These are just a few examples to illustrate how social research takes part in the design and development of the service, as well as during the actual interaction with clients. I believe it is essential that more sociologists and anthropologists become involved in the world of innovation, as it can dramatically influence how we think of things and people. A company can use social research methodologies either with the help of academics or simply by including a set of values in their toolkit of interactions. Interviews, observation, analysis, and above all, sensitivity to whomever it is that you are serving, can dramatically improve the satisfaction of the customer and the knowledge gathered by the service provider.
In the design of family photo albums, which are such personal and unique collections of stories and histories, the role of attentive social research is key. Although the scanners, online galleries, and metadata software are all available to create a digital collection, these have no meaning without the information provided by the curators. They will supply the flesh and blood (dates, locations, names, relations) to the skeleton (folders, tags, hard drives); it was our role to connect them into a meaningful archive.
Of course, the world of digital photographs is constantly changing and requires many more solutions. It seems as if people are not sure today which memories to document using cameras and which are not worth capturing at all. Some of our customers expressed difficulty during the consultation stage because it was hard to categorize random photos into collective folders. Highly formalized documentation practices (weddings, births, graduations) are shifting into a more spontaneous and random approach. Mobile phone cameras took this even further and we now document ourselves in any situation, even while eating. How do we go about organizing such photos? Such questions should be asked while keeping a tight dialogue with users of various groups. This dialogue is important because domestic archives contain meanings that go beyond personal sentimental values. By counteracting institutionalized and governmental archives, domestic archives are vital to the preservation of identities and histories in the intimate, free space we call home.
1. Bell, G.‘U are happy life’: Telling the future’s stories. Proc. of the 19th ACM International Conference of Multimedia. ACM Press, New York, 2011, 585–586.
2. Kirk, D.S. and Sellen, A. On human remains: Values and practice in the home archiving of cherished objects. ACM Transactions on Computer-Human Interaction (TOCHI) 17, 3 (July 2010), Article 10.
Elad Ben Elul (www.eladbenelul.com) is a digital anthropologist and the co-founder of the Album People, a London-based service that consults with families about the storage of their memories in digital formats. With a background in print and online journalism and a master’s in digital anthropology from UCL, he is a great believer in the application of ethnography and social research outside academia. firstname.lastname@example.org
Luana Kaderabek, UCL Digital Anthropology
This documentary has been created as part of the Digital Anthropology (MSc) program at UCL. The filmmaking module, led by the visual anthropologists Vikram Jayanti and Richard Curling, challenges anthropologists to incorporate digital media as a research tool in their ethnographies.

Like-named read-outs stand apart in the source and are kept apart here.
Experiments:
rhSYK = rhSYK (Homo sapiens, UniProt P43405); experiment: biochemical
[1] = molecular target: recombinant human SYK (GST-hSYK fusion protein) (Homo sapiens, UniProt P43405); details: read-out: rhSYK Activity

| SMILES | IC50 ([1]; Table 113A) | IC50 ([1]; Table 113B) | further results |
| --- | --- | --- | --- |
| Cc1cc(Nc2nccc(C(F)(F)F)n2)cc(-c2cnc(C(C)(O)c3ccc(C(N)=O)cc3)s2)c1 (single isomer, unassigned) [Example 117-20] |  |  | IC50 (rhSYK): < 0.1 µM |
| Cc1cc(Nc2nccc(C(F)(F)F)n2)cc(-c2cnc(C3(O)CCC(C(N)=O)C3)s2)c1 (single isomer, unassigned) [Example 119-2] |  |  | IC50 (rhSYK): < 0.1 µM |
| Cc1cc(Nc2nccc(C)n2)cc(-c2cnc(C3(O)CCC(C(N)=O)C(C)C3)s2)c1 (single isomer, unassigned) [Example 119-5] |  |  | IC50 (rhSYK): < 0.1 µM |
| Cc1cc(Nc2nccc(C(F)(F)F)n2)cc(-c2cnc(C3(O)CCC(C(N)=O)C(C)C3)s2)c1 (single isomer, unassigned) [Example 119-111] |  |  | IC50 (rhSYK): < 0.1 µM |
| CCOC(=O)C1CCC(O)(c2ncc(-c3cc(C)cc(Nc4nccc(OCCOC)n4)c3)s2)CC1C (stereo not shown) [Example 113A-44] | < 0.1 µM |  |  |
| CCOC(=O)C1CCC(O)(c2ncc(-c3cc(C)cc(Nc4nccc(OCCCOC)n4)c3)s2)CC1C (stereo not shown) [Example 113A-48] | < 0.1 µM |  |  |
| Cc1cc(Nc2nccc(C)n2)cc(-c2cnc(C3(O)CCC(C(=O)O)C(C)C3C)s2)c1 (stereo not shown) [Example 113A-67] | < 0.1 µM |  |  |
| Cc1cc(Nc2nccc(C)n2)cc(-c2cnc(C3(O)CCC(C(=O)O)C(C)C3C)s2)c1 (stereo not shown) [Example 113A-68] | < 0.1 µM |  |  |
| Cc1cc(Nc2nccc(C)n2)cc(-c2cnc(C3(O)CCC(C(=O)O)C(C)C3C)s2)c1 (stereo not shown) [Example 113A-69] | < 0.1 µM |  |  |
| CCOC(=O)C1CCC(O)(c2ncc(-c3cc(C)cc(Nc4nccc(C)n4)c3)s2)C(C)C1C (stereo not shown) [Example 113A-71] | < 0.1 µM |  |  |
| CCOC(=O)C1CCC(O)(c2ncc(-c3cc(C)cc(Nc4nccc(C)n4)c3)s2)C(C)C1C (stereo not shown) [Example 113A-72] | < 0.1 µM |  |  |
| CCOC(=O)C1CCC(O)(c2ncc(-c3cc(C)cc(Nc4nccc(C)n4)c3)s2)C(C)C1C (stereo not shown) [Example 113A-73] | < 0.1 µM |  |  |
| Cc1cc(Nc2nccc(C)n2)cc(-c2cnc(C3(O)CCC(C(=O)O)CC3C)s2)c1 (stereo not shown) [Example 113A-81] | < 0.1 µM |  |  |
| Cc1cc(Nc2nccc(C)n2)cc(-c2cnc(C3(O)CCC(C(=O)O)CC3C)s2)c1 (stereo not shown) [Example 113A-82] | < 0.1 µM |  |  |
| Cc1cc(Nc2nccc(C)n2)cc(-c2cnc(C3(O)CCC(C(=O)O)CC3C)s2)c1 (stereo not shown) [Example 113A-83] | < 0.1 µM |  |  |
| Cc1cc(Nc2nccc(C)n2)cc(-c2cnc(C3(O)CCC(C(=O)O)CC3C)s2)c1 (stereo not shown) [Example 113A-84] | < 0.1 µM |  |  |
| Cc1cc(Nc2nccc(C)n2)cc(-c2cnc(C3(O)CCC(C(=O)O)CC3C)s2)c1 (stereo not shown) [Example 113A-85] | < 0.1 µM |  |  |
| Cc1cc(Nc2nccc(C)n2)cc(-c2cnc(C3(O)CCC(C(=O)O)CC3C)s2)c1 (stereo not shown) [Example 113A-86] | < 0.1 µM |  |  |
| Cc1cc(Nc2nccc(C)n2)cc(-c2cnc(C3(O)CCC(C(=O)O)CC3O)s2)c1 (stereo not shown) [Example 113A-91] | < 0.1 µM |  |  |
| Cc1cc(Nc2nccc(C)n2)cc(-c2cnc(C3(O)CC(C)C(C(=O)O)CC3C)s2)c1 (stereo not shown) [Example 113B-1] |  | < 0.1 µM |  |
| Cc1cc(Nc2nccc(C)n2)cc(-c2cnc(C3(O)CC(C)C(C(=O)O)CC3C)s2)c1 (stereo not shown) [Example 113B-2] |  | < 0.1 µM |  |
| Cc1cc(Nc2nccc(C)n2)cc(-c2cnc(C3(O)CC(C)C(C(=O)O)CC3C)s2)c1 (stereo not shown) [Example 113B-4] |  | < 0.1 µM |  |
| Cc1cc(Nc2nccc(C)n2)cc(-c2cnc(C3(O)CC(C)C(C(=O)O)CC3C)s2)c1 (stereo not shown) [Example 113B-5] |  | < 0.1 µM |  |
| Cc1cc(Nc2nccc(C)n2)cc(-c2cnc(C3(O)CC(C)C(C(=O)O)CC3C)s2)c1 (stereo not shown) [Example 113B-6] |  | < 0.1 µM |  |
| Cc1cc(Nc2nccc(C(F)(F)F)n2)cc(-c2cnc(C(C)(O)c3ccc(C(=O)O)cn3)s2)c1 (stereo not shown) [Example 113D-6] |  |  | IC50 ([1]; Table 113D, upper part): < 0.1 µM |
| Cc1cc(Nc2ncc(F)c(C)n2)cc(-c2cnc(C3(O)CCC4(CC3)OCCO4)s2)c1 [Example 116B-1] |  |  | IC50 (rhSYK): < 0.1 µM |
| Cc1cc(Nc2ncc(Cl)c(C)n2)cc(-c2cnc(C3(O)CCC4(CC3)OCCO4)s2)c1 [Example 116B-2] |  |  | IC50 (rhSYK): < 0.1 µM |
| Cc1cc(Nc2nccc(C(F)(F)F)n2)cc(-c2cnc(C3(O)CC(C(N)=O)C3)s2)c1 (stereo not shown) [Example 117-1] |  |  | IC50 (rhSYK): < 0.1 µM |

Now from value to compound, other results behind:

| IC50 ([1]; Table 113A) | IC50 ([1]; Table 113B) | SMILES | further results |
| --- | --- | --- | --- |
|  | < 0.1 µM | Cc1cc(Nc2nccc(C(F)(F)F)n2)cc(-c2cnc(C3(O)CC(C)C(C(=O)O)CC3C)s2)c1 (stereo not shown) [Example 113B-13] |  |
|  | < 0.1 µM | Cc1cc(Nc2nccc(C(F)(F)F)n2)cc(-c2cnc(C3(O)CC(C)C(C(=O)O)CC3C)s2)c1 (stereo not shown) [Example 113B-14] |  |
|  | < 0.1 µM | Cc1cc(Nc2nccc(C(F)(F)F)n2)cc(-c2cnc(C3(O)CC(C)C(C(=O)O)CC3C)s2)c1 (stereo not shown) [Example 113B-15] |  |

The Minstrel has been nominated one of the three best films in the autumn/winter class in 2012. It is about Ozan Figani’s life, a hairdresser originally from Turkey, Anatolia, who owns a traditional Salon in East London. Little by little he starts to reveal his true first job (music and poem writing).
He is an Alevi. In Turkey, Alevism (considered by many to be a religion similar to Buddhism or a simple way of living) is a popular belief embedded in many political conflicts. It has been oppressed and forbidden for many years in Turkey and only nowadays it is a bit more acceptable. That’s why the culture is based in oral practices such as traditional sayings and poems in the form of songs and through the teachings of the chosen Minstrels (called Ozans). So, in order to keep Alevism alive, Ozan Figani follows the journey as a minstrel: carrying the messages from the past and transmitting it for the future generations.
Danny Miller, UCL
Although this site was started as a collaboration between Haidy in New York and Danny in London, from the beginning we were hoping to attract postings from a global interest in this genre of academic work. We do pretty well in this regard, with contributions from academics, students and others from many different countries, but we would still be happier if there was more coming from Brazil, West Africa, South and East Asia. By the same token we see this and other similar academic blogs as attempts to open up information about new academic and related work to as wide an audience as possible. Within which one of the key attributes of online posting is simply that it is free. A person without good library access and funds can still go online and this in a small way helps alleviate some of the disparates in global access to academic work. There is still a digital divide but we don’t want to forget that the non-digital divide is much wider. But that logic could apply to all academic work. Given much of this is funded by public bodies, why really should anyone pay for access to academic research? And for a subject such as anthropology with its global concerns it is particularly important that are work is freely available to people from all around the world. However, shifting from the the current situation to that fully Open Access idea will not be easy and there are many issues around scholarship and the wider emergence of a digital world that need to be considered in tandem, and which are currently being debated in a number of different forums. In this spirit you may wish to look at a new paper I have published in the Open Access Journal HAU, which includes ten critical responses that help give some breadth and depth to the discussions that urgently need to take place: